December 19, 2012 - Posted by Erin in Culture, Travel, Travels in Asia

“What did you like most about India?” – that’s the question on the tip of everyone’s tongues these days when asking me about my recent trip. And I continue to have one very simple answer: the Indians.

I’ve never encountered people so friendly and welcoming in all of my travels. Often not rich in wealth, the Indians I met were abundantly rich in happiness and warmth. It radiated from them as brightly as their vibrantly hued saris and shimmering gold jewelry.

What made this so especially meaningful was that it allowed me to engage with their culture in a way that I haven’t necessarily had the opportunity to elsewhere. We shared a mutual curiosity: They wanted to ask me questions, take pictures of me and with me, and I therefore felt comfortable doing the same with them. The result was a warm exchange between two cultures – one that left me humbled, awestruck and even perplexed.

This couple was nudging their son to step forward so that I’d take his picture

Perplexed because it made me wonder: if we could all approach those that are different than us with this same enthusiastic curiosity – the same happiness and eagerness to get to know – then what a different world this would be.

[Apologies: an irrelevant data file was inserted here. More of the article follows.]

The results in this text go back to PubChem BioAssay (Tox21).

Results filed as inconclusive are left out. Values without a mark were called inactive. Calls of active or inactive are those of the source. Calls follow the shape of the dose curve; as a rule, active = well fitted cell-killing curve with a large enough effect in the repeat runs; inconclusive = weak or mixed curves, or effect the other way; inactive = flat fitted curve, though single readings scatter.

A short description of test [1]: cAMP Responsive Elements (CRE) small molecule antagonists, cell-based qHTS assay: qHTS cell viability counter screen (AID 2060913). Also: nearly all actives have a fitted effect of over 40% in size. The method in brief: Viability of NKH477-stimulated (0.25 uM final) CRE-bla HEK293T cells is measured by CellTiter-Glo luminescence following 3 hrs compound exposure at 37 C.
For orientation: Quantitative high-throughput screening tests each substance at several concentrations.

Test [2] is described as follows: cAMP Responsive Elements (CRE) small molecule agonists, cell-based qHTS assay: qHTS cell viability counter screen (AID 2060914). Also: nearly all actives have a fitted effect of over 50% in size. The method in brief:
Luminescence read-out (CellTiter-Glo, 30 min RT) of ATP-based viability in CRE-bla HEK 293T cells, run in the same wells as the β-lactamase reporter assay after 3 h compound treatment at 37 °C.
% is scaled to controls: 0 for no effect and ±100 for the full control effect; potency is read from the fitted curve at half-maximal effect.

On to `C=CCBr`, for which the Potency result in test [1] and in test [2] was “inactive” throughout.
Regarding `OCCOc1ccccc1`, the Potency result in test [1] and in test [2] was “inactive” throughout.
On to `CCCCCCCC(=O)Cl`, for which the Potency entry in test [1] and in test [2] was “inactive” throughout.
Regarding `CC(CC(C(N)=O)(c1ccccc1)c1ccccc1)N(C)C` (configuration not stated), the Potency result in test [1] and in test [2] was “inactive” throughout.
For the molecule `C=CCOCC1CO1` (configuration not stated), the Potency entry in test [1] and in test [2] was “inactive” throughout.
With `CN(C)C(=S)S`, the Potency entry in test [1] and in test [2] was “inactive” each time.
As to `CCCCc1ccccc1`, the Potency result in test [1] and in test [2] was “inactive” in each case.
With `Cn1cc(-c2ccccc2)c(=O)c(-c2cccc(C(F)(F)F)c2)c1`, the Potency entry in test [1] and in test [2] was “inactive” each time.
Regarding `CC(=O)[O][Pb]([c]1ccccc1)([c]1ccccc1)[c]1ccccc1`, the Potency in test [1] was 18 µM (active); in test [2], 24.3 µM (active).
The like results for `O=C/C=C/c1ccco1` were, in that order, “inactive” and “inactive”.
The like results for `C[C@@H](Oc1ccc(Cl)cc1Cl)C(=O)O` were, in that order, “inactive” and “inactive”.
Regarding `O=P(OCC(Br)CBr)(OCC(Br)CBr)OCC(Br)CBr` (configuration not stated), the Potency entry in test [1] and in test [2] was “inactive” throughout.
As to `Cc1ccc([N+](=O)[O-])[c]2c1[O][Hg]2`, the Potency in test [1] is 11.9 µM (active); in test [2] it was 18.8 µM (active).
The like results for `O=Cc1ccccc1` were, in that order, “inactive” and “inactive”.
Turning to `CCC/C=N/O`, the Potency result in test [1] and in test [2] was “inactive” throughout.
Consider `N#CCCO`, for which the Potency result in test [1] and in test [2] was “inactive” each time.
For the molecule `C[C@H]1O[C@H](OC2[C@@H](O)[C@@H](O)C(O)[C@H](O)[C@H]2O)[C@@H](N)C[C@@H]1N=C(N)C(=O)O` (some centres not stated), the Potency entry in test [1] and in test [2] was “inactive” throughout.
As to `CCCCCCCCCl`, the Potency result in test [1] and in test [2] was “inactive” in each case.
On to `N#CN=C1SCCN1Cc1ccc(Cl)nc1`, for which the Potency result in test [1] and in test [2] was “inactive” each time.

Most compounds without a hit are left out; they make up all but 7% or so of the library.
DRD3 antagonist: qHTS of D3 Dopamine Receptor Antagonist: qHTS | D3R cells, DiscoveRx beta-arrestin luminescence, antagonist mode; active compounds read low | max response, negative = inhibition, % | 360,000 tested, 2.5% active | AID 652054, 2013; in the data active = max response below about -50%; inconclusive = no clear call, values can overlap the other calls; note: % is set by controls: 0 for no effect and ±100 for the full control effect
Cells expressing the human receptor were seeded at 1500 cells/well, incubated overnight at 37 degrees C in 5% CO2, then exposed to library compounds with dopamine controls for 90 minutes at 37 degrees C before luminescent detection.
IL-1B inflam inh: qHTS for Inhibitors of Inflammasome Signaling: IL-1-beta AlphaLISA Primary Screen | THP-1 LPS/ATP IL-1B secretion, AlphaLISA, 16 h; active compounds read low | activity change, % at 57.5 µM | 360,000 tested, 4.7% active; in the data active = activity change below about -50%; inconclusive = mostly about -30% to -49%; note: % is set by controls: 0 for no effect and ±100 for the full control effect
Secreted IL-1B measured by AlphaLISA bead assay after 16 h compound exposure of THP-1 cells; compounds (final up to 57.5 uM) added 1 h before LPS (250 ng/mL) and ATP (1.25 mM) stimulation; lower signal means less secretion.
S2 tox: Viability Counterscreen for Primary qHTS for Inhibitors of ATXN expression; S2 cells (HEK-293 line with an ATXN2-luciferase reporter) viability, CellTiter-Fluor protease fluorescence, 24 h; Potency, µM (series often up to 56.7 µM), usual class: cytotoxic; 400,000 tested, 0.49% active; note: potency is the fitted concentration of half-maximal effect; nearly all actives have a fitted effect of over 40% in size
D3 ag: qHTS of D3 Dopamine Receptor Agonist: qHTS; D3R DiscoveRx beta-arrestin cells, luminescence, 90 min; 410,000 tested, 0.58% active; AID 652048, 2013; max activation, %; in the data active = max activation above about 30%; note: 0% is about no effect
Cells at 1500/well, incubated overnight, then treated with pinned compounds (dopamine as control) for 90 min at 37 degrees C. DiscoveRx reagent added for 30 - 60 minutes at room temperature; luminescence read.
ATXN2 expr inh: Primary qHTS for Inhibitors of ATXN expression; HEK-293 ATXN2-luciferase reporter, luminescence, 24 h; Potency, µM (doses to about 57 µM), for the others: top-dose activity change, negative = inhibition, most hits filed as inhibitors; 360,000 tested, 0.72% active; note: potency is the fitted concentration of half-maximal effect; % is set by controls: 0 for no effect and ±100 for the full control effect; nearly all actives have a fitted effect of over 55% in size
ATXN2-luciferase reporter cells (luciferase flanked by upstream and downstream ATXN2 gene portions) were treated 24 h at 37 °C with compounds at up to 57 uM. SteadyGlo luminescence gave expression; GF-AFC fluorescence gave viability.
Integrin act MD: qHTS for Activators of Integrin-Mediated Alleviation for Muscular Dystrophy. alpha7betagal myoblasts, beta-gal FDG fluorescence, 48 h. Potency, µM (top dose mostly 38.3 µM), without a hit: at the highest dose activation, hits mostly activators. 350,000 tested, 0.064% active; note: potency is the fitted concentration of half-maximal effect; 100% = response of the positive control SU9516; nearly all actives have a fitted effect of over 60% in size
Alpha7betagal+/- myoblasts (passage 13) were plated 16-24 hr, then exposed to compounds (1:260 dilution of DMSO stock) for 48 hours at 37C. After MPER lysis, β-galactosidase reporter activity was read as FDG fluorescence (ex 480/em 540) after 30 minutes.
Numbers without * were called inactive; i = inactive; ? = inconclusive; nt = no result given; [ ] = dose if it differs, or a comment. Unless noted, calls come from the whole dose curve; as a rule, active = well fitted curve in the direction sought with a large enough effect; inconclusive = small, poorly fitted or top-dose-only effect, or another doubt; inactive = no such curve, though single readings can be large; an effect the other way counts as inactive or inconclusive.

So while India offered me an experience filled with magical moments — the food, the sights, the music — it was the people that truly left the most meaningful mark on me. And it’s because of the people that I am certain I will one day return.

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November 19, 2012 - Posted by Erin in Travel, Travels in Asia

Wheeling and dealing with rickshaw drivers, noshing on street food like spicy samosas and syrupy sweet gulab jamun, and making new friends with some of the warmest people in the world: These are just a few of the highlights of my last three days in Delhi. As my mind buzzes to process and appreciate all the colorful commotion that swirls around me, I prepare for the second half of my journey, which will include visiting the Taj Mahal, and even attending a proper Indian wedding. More to come when I return to Madrid, but — until then — I leave you with a photo of the Main Bazar in the Paharganj neighborhood of New Delhi.

September 7, 2010 - Posted by Erin in Culture, Travel

In reviewing the thousands, yes thousands, of photos we took on our trip to Indochina, I find myself re-pondering and marveling at the infinite uses of the motorbikes in Vietnam. I think I should let the pictures do most of the talking this time around, so to that end, may I share with you below just a glimpse of the endless potential of this peculiar vehicle. I can’t help but imagine all the fanciful things I’d strap onto the back of my bike…jamones, blocks of manchego cheese, maybe some pineapples, bars of chocolate and several bottles of wine. What would you use your Vietnamese motorbike for?

Not a motorbike, but worth honorable mention

The helmetless texter deserved a photo

August 26, 2010 - Posted by Erin in Culture, Food and wine, Travel, Travels in Asia